To view this page ensure that Adobe Flash Player version 11.1.0 or greater is installed.
Oncology & Hematology Review (US) Highlights
Gastrointestinal Stromal Tumors (GIST)—Paving the Way for Modern
Oncology—Epidemiology, Diagnosis, Treatment
Elena Tsvetkova, MD, FRCPC, 1 E Celia Marginean, MD, FRCPC, FACP, 2 with Carolyn Nessim, MD, MSc, FRCSC 3 and
Shailendra Verma, MD, FRCPC, FACP 4
1. Medical Oncologist, Department of Medical Oncology, The Ottawa Hospital Cancer Centre, Ottawa, Ontario, Canada 2. Associate Professor of Pathology,
Department of Pathology and Laboratory Medicine, Faculty of Medicine, University of Ottawa, Ontario, Canada; 3. Surgical Oncologist and Assistant Professor
of Surgery, University of Ottawa; Clinician Investigator, Ottawa Hospital Research Institute, Ottawa General Hospital, Ontario, Canada; 4. Medical Oncologist, The
Ottawa Hospital Cancer Centre and Associate Professor, Department of Medicine, University of Ottawa, Ontario, Canada
Abstract Gastrointestinal stromal tumors (GIST) are relatively rare tumors arising in the gastrointestinal tract. Clinical presentations of GIST are related
to the site of origin, tumor size, and presence of ulceration. Surgery followed by adjuvant treatment with the BCR-ABL tyrosine kinase inhibitor,
imatinib, for 3 years, in high-risk tumors is the only curative modality. Neoadjuvant treatment with imatinib may be considered in the setting
of locally advanced primary borderline resectable/unresectable disease. Treatment with imatinib in patients with metastatic or unresectable
disease is associated with significant improvements in overall survival (OS) from 18 to 57 months. In patients with metastatic disease, those
responding to imatinib therapy may be considered for surgery and this may be beneficial if resection of the primary and metastatic disease
is feasible and if imatinib is continued post resection. Other locoregional treatments such as radiofrequency ablation (RFA) and hepatic artery
embolization (HAE) with or without chemotherapy may achieve long-lasting disease control and may be considered in highly selected patients.
In patients with primary or secondary resistance to imatinib, second-line treatment with sunitinib and third-line treatment with regorafenib is
recommended. However, despite all of these advances, few patients with metastatic disease are cured and further trials of novel agents or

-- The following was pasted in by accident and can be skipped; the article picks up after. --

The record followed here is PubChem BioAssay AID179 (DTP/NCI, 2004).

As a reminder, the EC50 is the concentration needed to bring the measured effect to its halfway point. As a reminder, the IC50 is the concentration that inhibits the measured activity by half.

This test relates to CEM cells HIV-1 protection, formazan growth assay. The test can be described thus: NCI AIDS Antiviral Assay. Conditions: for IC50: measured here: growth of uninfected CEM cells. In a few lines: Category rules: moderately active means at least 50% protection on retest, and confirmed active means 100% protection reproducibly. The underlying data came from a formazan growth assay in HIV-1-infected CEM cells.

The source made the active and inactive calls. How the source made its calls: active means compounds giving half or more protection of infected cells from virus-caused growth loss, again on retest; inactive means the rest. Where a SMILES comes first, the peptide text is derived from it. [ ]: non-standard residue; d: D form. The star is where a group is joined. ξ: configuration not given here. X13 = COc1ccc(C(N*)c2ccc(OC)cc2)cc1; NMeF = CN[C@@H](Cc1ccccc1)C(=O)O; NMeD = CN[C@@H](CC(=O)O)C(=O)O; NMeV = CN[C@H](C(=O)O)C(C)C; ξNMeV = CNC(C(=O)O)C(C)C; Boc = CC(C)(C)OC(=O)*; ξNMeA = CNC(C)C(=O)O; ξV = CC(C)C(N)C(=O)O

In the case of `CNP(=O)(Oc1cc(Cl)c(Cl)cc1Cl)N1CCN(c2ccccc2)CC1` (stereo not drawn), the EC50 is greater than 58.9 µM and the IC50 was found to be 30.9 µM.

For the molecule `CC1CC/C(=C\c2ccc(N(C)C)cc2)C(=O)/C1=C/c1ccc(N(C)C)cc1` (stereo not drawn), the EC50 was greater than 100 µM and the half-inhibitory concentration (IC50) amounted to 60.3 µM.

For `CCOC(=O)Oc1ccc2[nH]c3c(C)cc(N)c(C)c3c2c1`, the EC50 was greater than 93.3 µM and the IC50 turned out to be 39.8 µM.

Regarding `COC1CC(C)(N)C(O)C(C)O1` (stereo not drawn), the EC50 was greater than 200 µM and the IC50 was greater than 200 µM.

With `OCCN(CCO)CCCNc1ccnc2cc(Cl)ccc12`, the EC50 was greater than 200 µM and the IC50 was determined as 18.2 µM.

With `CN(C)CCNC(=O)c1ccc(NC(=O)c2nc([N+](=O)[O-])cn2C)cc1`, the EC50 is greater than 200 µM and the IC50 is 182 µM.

combinations are required.
Keywords Gastrointestinal stromal tumor, GIST, imatinib, adjuvant, resection, locoregional treatment, metastatic, management, diagnosis,
Disclosure: Elena Tsvetkova, MD, FRCPC, E Celia Marginean, MD, FRCPC, FACP, Carolyn Nessim, MD, MSc, FRCSC, and Shailendra Verma, MD, FRCPC, FACP, have no conflicts
of interest to declare. No funding was received in the publication of this article.
Acknowledgments: All authors have contributed equally to this manuscript.
Open Access: This article is published under the Creative Commons Attribution Noncommercial License, which permits any noncommercial use, distribution, adaptation,
and reproduction provided the original author(s) and source are given appropriate credit.
Received: March 31, 2015 Accepted: April 21, 2015 Citation: Oncology & Hematology Review, 2015;11(1):74–86
Correspondence: Shailendra Verma, MD, FRCPC, FACP, Box 500, The Ottawa Hospital Cancer Centre, 501 Smyth Road, Ottawa, ON K1H 8L6, Canada. E: firstname.lastname@example.org
Gastrointestinal stromal tumors (GIST) are the most common
mesenchymal tumors of the gastrointestinal (GI) tract. Although they
have been recognized as a distinct entity for several decades, it has
only been over the past 10–15 years that these tumors have been
truly studied and further defined by rigorous diagnostic and molecular
criteria. Indeed, one might argue that it was a landmark study involving
the successful treatment of unresectable GIST that launched a new
era of targeted therapy in clinical oncology. In the ensuing years
we have further refined our knowledge of GIST, developed rigorous
diagnostic techniques, surgical interventions and prognostic criteria.
Considerable strides have also been made in adjuvant therapy of
successfully resected localized tumors and in the setting of widespread
disease. In this article, we review the recent progress that has been
made in all of these domains.
Tou ch MEd ica l MEdia
Section 1—Epidemiology—Clinical and
Elena Tsvetkova, E Celia Marginean, and Shailendra Verma
Epidemiology In the past, the diagnosis of GIST has been fraught with difficulty and
they have often been misdiagnosed as leiomyoma, leiomysarcoma,
neurofibroma, or benign/borderline malignant potential tumors.
Consequently, information on the true incidence or prevalence is
scarce and has been largely dependent on retrospective or population-
based studies. The identification of the specific expression of the KIT
protein (CD117) as a reliable phenotypic marker of GIST has led to a re-
appraisal and re-evaluation of pathologic diagnosis and has provided
more concrete information. International epidemiologic data derived
from Sweden and The Netherlands suggests an annual incidence of
14.5 and approximately 12.3 per million, respectively. 1,2 A population-
based study by Tran et al., 3 utilizing the Surveillance, Epidemiology and